Once-iconic Sears struggles to survive

by Nigel Hollis | July 05, 2017

Sears was founded as Sears, Roebuck & Company in 1886. Its catalogs offered an attractive alternative to rural town stores by offering a wider selection of goods at attractive prices. Unfortunately, the once-iconic brand is now struggling to survive and its potential demise has a lot to do with a company that is doing to Sears what Sears once did to the general store.

The fundamental problem that Sears faces is the same one faced by all department stores. E-commerce offers convenience, low prices and fast delivery - the modern consumer’s trifecta - and Amazon has led the shift from bricks to clicks. One result of Amazon’s success (and the Great Recession) has been a growth in price sensitivity among department store shoppers. Between 2008 and 2015 the proportion of people who stated that it was more important to get the lowest price than choose a specific department store rose from 39 percent to 51 percent.

By the time I arrived in the U.S. Sears was no longer the institution that it once had been, but I feel some sense of connection with the venerable brand. Why? Because the first house Jill and I owned in the U.S. had been chosen from the Sears catalog and delivered ready-to-assemble over fifty years before we arrived in the country. Back then you could buy pretty much anything you needed from the Sears catalog, but now Amazon more conveniently serves most needs – offering prefab houses next perhaps?

Looking at BrandZ, Sears is still a salient brand but lacks meaning and differentiation. Given its reputation for low prices the lack of differentiation might not be an issue, but compared to a brand like Kohl’s which is perceived to be in a similar price range the lack of meaning is a problem. The issue is that while Sears is equally likely to be seen as relevant, it is simply not liked as much as Kohl’s; perhaps a function of a degraded in-store experience.


The upshot is that while Kohl’s has a good Potential to grow versus other department stores, Sears does not. Based on the consumer data alone, the odds are that Sears will continue to decline, and given the pressure from e-commerce, Kohl’s will struggle never mind Sears. Despite the fact that Sears declared a first quarter profit in 2017, things do look pretty grim. Revenue is still declining, in part a function of store closures but same-store sales are also down by 12 percent and there is open doubt as to whether the company will survive, the company’s own annual report stating,

“Our historical operating results indicate substantial doubt exists related to the company's ability to continue as a going concern.”

The company’s plan to remedy this situation appears to be more of the same: reducing marketing spend, closing stores, selling off assets and restructuring debts. If you thought my post about the spiral of doom only applies to packaged goods, think again.

Sears opened its first department store in 1925 in order to better serve the population in fast-growing cities. That proved to be a good decision. In 1993 Sears shuttered its once famous catalog. That might not have been such a good decision. A year later Amazon was founded. But what do you think? Is there any way out for Sears? Please share your thoughts.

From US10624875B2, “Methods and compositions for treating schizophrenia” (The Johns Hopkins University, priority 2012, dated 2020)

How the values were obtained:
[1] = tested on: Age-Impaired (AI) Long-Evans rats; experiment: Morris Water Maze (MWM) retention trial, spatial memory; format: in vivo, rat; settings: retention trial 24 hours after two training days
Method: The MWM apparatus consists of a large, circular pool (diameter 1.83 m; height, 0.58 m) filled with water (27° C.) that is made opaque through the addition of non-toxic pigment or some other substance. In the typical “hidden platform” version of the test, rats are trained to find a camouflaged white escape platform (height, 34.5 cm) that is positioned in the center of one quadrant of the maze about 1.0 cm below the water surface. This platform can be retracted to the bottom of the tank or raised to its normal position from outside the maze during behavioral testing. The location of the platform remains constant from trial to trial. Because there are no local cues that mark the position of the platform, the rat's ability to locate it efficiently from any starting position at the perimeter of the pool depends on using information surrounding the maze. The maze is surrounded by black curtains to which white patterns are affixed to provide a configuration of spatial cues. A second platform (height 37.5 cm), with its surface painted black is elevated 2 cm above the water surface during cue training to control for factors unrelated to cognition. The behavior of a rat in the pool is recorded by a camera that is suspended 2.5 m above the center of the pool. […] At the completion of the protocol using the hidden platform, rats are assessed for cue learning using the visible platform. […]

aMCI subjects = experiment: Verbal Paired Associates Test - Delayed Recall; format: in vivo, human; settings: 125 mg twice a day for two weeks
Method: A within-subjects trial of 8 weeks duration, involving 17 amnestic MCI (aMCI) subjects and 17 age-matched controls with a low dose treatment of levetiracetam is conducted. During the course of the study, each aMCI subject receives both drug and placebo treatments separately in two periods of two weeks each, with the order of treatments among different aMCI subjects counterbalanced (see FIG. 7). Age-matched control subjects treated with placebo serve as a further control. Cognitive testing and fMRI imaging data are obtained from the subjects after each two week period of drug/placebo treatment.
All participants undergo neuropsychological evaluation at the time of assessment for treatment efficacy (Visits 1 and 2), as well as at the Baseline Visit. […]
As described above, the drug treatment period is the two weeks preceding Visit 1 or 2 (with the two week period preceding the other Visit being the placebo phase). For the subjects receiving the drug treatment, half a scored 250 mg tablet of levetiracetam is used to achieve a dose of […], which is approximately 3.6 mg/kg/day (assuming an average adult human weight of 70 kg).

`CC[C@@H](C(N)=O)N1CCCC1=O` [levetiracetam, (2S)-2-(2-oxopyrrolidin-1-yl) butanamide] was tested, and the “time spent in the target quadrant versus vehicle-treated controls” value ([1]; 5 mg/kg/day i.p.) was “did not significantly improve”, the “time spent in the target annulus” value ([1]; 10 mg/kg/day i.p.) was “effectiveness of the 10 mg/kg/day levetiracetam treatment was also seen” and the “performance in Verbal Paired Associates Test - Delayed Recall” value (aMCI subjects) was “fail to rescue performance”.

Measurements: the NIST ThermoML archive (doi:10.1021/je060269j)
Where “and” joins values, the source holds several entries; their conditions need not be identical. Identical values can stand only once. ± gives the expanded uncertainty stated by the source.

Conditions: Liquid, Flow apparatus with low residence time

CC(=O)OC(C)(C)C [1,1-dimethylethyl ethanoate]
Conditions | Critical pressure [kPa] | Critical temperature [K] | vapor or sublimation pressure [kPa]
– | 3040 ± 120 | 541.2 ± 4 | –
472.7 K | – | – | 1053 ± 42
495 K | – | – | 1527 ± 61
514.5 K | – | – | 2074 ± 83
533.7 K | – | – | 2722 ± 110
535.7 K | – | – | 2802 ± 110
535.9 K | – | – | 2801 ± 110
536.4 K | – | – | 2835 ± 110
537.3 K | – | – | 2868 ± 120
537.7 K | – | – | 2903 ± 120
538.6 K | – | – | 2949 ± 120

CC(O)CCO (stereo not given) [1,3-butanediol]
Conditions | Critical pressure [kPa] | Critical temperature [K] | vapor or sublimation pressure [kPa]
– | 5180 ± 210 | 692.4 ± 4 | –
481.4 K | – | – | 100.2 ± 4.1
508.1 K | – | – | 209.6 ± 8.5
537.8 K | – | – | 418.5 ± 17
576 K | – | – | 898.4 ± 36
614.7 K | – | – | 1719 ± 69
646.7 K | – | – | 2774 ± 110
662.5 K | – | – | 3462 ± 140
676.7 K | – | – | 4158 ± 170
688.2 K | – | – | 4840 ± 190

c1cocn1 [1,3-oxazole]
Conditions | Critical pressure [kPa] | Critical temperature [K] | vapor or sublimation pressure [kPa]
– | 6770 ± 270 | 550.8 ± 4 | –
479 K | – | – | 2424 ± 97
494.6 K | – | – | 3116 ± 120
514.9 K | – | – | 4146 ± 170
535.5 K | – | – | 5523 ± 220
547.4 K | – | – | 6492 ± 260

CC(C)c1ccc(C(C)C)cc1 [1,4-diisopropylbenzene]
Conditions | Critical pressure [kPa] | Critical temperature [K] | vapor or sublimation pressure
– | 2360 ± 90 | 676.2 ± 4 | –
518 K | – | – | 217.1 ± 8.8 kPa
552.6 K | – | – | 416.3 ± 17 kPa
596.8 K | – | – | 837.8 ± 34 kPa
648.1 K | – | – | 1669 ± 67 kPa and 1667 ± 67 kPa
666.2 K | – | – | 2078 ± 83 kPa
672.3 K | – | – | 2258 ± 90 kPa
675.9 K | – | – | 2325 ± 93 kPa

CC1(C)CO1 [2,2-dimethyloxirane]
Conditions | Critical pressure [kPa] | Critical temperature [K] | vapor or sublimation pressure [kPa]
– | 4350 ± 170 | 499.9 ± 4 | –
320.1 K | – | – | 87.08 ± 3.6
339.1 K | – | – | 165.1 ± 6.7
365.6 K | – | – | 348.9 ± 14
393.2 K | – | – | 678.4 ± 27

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  1. Chris, September 13, 2017

    Sears is still the leader in Appliance Repair and home warranty.  I may purchase from Amazon for ease and convenience but I certainly don't look to Amazon to provide on-going support for those purchases.  Not for any item bigger than a breadbox anyway and not after 90 days.  

    Purchasing an item is easy but maintaining, repairing and innovating that item is a much longer and more critical aspect of ownership.  It's the full life-cycle from research to purchase to support which leads to satisfaction and loyalty.  Big ticket items such as appliances, tools, outdoor equipment and household electronics are getting progressively smarter with IoT data, artificial intelligence and augmented reality capabilities.  We are quickly moving from a reactive support model (calling a tech when your appliance is broken) to a proactive model (manufacturer calling me to remind me to schedule a tune-up, for example) and ultimately a predictive support model (the appliance self monitoring and sending data to your service provider without human intervention). These smart appliances are not left in the hands of Amazon...oh no no...these get taken care of by Sears.  That's the space Sears will continue to occupy because they've been the experts for decades.  Which is why Amazon just struck a deal with Sears to start selling Kenmore Smart Appliances on Amazon...who better to keep all those appliances humming along than Sears?

  2. Ed C, July 05, 2017
    What does Sears stand for these days, other than nostalgia? Surely there is a sample of the population that can find appreciation for how retail worked when Sears was dominant i.e. in being able to buy strong brands that lasted a long time. Is there an opportunity for Sears to serve as the anti-Amazon, where consumers can go if they want a product that is not cheap (but good value) but will last? Perhaps they can be known for this. I know they sold their Craftsman brand earlier this year (which was the epitome of this ideal) so they seem to be heading in the opposite direction. If they can't leverage their heritage, I'm not sure what space they can occupy.

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